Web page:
An owner of an organic bakery in Winnipeg says he’s disappointed a bakery in British Columbia was not prosecuted for selling organic bread that was not actually made with organic flour.

“It's kind of sad to hear someone cheating on the system in that way,” said Lyle Barkman of Tall Grass Prairie Bread Company in Winnipeg, which has been in business for 23 years.

“We’ve always felt that if you're going to say it, you've got to walk the walk after that. I know times are tough, but to me there isn't an excuse for that."

Details of an extensive investigation by the Canadian Food Inspection Agency (CFIA) are laid out in 200 pages of documents obtained by CBC News under the federal Access to Information Act.

The documents state that Mediterranean Bakery in Burnaby, B.C., falsely labelled breads as organic for three years when it did not use organic flour.

CFIA officials never told consumers they had been buying mislabelled bread.

The discovery was made during a routine visit to the B.C. bakery, when an inspector noticed a large delivery of non-organic flour.

Mediterranean Bakery owner Dung (Don) Nguyen was found in non-compliance and ordered to remove labels saying the bread was "organic."

The inspector wrote that "all the organic claims on his packaging was false" and there was "no bags of organic flour in the bakery."

Charge was proposed

Among the documents obtained by CBC News was a full prosecution brief prepared with a proposed charge under section 5.1 of the Food and Drugs Act.

Investigators wrote that Nguyen was "untruthful throughout this investigation, admitted he has not used organic flour in his bread products for at least three years."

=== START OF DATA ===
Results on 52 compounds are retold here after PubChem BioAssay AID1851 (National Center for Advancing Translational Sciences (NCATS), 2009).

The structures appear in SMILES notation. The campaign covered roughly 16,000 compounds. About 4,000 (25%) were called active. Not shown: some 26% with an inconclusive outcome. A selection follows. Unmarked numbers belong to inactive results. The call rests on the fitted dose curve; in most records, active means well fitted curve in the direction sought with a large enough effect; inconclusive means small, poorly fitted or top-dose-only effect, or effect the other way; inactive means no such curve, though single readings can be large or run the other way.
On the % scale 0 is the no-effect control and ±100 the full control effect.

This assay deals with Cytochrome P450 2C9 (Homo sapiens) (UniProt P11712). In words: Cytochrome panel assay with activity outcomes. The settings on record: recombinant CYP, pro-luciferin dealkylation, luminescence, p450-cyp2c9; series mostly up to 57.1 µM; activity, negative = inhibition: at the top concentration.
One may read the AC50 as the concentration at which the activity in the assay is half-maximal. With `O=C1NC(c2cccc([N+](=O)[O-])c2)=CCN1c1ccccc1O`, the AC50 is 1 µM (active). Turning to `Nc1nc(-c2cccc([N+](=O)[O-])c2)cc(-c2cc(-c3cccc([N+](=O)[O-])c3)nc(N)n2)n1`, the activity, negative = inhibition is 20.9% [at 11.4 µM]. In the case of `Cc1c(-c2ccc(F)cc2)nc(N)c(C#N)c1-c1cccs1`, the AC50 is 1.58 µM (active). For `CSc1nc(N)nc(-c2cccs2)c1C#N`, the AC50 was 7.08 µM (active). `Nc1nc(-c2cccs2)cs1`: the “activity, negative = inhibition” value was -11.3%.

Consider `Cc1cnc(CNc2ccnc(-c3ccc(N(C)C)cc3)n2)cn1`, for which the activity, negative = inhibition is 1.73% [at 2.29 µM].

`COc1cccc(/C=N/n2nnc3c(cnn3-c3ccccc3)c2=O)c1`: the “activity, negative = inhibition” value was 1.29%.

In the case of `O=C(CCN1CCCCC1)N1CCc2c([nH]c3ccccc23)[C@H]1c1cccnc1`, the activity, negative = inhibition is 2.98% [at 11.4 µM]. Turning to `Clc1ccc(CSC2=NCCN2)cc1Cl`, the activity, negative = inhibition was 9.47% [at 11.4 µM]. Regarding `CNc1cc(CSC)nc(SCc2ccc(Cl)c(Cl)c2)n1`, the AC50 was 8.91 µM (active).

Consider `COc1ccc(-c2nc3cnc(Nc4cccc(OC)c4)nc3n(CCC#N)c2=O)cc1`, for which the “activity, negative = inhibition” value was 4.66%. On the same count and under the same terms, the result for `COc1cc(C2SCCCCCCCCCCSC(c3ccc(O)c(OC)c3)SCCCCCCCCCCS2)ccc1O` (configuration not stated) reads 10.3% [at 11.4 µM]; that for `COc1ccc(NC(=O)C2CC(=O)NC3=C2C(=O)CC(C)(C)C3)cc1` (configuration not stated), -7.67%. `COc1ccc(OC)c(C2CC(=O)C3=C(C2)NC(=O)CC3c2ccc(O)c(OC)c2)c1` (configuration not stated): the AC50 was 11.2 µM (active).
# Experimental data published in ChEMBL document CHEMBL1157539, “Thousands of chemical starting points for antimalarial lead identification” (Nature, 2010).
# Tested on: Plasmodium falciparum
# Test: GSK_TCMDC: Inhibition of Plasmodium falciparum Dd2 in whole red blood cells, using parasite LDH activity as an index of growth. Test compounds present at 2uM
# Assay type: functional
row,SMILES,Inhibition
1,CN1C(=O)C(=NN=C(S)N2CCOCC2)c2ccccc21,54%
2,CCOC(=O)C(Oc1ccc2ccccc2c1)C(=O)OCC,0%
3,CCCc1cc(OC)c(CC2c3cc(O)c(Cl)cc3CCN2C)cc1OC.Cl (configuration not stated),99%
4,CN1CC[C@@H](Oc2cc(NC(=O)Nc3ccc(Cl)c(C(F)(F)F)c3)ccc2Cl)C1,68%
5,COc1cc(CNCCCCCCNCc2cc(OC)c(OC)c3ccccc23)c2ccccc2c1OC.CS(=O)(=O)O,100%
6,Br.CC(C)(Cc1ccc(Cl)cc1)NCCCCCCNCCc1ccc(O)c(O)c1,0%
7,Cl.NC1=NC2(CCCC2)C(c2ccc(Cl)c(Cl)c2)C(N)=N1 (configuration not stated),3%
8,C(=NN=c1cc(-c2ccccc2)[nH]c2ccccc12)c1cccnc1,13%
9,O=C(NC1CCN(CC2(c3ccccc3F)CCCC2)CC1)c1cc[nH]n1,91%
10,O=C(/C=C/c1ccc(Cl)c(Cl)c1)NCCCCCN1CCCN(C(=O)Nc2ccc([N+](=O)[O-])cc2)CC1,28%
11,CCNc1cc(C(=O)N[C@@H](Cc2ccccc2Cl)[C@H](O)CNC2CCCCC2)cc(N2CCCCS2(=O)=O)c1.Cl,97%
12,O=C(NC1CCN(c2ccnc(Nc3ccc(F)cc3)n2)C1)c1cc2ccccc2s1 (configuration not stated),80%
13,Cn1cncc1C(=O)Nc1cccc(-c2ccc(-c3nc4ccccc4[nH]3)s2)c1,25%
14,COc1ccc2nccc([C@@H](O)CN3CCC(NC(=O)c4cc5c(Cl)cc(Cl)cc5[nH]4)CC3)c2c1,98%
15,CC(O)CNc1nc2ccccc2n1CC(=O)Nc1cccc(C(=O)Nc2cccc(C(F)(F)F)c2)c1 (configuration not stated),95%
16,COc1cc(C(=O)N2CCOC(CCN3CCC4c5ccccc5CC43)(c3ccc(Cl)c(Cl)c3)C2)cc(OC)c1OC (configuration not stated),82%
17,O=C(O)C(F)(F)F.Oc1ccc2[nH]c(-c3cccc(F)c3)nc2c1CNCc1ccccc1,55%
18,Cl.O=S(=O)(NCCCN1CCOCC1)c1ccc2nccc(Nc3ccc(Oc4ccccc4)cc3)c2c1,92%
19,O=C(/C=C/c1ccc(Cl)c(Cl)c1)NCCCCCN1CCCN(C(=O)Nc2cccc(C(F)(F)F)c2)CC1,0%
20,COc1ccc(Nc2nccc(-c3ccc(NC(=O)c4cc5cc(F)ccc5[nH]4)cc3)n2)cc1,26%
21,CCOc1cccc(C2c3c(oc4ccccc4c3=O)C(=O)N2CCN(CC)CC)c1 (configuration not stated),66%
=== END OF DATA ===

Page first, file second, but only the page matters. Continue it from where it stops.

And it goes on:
Lyle Barkman, Tall Grass Prairie bakery

Lyle Barkman of Tall Grass Prairie Bread Company in Winnipeg says the CFIA should have done more in the case of the B.C. bakery. (CBC)

According to the prosecution brief, Nguyen signed a statement admitting he hadn’t used organic flour between July 2006 to September 2009 due to the high cost of organic flour.

In emails obtained by CBC News, five managers approved the proposed charge, but top officials at the CFIA decided not to prosecute.

In a statement, Elena Koutsavakis of the CFIA said the agency chose not to prosecute Nguyen because "in this case, the regulated party was ordered to cover the word 'organic' on all of their products and was given a Notice of Non-Compliance.

"The regulated party agreed to comply with regulatory requirements. A subsequent inspection in October 2009 found the bakery to be in compliance with regulatory requirements," Koutsavakis added.

In a statement, Don Nguyen told CBC News, “We have complied to all regulations of the CFIA since 2009 … we do use organic flour.”

Nguyen said he is grateful for CFIA inspectors who worked with him to bring his bakery into compliance.

But at the Tall Grass bakery in Winnipeg, Barkman said the CFIA should have done more.

“If there are rules, we need to stick to them. From that perspective, I would support the government in following the organic legislation to the letter. I think it needs to be,” he said.

Independent inspector baffled

Stuart McMillan, the Winnipeg-based vice-chair of the International Organic Inspectors Association, is also baffled by the CFIA’s handling of the case.

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"I think that is a sad aspect that tells business operators that they can flaunt the organic rules and it doesn’t matter,” he told CBC News.

As an independent inspector, it’s McMillan’s job to help ensure organic producers are following Canada’s regulations.

Barkman said the B.C. case might shake consumer confidence in organic products.

He said he goes to great lengths to get organic ingredients for his bakery.

“It means sourcing back to the farm gate, finding certified producers, trusting those producers, picking it up, bringing it in, following the CFIA guidelines,” Barkman explained, underlining the importance he sees in organic products.

“I have felt for a long time, we have felt for a long time that a continuous pouring into the Earth of chemicals is just not sustainable in the long haul,” he said.

“We realize that organic costs more, and we're trying to walk that path between balancing what the Earth needs with what we can afford to do."

With files from the CBC's Joanne Levasseur, Holly Moore and Gosia Sawicka